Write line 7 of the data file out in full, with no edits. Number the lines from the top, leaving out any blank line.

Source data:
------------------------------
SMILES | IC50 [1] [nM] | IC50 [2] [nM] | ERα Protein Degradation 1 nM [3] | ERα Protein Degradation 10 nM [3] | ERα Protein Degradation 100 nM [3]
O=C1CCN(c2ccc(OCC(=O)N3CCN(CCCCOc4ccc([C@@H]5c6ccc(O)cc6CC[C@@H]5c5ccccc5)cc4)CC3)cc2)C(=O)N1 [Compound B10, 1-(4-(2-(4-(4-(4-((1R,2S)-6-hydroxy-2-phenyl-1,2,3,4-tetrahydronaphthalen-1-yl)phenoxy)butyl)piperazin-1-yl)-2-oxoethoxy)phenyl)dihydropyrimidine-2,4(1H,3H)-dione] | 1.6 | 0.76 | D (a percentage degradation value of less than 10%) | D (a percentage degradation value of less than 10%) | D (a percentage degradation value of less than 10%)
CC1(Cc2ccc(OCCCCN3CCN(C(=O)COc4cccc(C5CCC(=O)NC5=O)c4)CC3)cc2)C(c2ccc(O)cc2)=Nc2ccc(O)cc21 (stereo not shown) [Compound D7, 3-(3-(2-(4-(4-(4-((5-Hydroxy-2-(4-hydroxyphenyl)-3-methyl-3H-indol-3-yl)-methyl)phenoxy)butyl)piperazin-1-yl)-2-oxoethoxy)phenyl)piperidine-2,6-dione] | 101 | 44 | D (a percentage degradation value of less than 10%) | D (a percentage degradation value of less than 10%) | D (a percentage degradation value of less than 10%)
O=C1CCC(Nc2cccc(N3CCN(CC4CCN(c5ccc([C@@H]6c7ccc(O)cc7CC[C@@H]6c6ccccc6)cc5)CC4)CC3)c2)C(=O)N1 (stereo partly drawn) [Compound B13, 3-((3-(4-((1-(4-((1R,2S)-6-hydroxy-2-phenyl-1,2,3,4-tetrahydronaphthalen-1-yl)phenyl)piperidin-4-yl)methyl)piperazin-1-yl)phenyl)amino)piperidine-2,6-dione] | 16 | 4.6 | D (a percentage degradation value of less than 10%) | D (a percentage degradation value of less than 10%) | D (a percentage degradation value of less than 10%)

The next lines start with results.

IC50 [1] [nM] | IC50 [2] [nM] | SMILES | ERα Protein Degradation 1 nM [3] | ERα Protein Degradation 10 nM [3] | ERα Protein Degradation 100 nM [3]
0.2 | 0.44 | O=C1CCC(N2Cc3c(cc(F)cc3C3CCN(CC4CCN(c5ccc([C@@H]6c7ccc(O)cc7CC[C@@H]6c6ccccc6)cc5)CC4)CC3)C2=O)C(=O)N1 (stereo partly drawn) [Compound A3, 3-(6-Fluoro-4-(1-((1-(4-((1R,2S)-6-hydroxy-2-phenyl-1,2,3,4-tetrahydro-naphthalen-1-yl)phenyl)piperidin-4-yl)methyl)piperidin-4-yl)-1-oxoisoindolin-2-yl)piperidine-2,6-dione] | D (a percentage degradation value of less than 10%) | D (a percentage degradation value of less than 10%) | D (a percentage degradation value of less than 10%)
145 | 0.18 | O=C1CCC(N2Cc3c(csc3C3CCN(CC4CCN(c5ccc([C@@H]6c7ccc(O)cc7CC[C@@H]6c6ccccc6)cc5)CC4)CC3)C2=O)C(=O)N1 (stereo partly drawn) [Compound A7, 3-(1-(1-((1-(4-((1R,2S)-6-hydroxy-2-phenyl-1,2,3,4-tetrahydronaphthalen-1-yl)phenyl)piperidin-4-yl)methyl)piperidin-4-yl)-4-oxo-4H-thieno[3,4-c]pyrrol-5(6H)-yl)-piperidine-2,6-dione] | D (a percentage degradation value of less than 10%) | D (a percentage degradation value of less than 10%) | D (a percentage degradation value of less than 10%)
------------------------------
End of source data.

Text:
0.2 | 0.44 | O=C1CCC(N2Cc3c(cc(F)cc3C3CCN(CC4CCN(c5ccc([C@@H]6c7ccc(O)cc7CC[C@@H]6c6ccccc6)cc5)CC4)CC3)C2=O)C(=O)N1 (stereo partly drawn) [Compound A3, 3-(6-Fluoro-4-(1-((1-(4-((1R,2S)-6-hydroxy-2-phenyl-1,2,3,4-tetrahydro-naphthalen-1-yl)phenyl)piperidin-4-yl)methyl)piperidin-4-yl)-1-oxoisoindolin-2-yl)piperidine-2,6-dione] | D (a percentage degradation value of less than 10%) | D (a percentage degradation value of less than 10%) | D (a percentage degradation value of less than 10%)